BY Steve Lenox
August 27, 2021
PATERSON, NJ – Just by entering New Jersey Institute of Technology this fall Micah Demarest is already well on his way to achieve something no one else in his immediate family has yet, to obtain a college education.
He’s also got another goal, to graduate debt-free.
“I took time to watch YouTubers who had done the same, but I never truly expected that the same opportunity would happen to me,” Demarest admitted in an announcement that the Paterson native has been named as one of just 50 incoming first-year college students around the country to earn a scholarship from the Visa Black Scholars and Jobs Program.
The Visa Black Scholars and Jobs Program is designed for college-bound Black and African American students in the U.S. Eligible high school seniors who are pursuing an education in a business or technology field and intend to enroll as a full-time undergraduate in an accredited four-year college or university in the U.S. are eligible for this scholarship grant. Scholars who continue to meet the criteria, remain in good standing and maintain a minimum of 3.0 GPA at their university will be eligible for annual renewals.
Demarest added that he found the scholarship opportunity by accident, in fact, he said, “the card did not even lay where the mail is intended to be inside my house. It was in a separate room.”
Despite believing the odds were stacked against him, Demarest said he went to the Thurgood Marshall College Fund, which is partnering with Visa in the $10 million five year investment, and applied.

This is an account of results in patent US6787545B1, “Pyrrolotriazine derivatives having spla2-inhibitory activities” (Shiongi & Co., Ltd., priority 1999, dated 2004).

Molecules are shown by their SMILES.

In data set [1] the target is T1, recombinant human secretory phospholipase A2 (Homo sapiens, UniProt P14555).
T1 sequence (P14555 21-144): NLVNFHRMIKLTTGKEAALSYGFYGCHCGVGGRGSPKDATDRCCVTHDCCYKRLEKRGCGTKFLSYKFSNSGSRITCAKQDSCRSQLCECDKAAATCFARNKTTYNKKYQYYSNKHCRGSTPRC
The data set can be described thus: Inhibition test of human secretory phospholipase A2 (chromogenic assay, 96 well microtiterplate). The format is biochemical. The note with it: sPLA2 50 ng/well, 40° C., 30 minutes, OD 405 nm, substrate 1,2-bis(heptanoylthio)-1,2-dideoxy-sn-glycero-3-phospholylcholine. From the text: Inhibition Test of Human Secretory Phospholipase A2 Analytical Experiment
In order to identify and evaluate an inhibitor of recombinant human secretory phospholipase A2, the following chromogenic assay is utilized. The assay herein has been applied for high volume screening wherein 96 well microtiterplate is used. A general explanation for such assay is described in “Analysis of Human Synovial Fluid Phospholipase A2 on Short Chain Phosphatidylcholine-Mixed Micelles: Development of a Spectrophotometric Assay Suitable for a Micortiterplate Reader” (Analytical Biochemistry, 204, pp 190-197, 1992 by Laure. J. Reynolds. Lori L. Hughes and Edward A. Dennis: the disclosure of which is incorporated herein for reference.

“Education provides access and opportunity, and Visa embraces a world where more students of all backgrounds can reach their full potential through education,” said Michelle Gethers-Clark, Visa Chief Diversity Officer and Head of Corporate Social Responsibility and program mentor. “The Visa Black Scholars and Jobs Program eliminates financial hurdles in education and supports the development of income-earning skills through a program designed to have multi-generational impact for our scholars and their families. Visa is honored to support these students on their journeys.”
In addition to scholarship assistance, Demarest, as well as the other scholarship recipients, will be given Visa mentors to advise their aspirations and goals as they transition from high school to college and from college to the professional workforce. He will also participate in a paid internship with an invitation to join Visa full-time upon graduation for those who meet program requirements.
“Today’s college-bound students are facing incredible challenges, with students attending and leaving institutions with more debt than ever before,” said Dr. Harry L. Williams, President & CEO of the Thurgood Marshall College Fund. “The Visa Black Scholars are current and future changemakers of our society, and our hope is that we can provide those incredible students with the financial assistance they need to focus on what matters most. This program is even more critical in our current climate as we strive to create a more just and equitable society.”
Original article can be found here.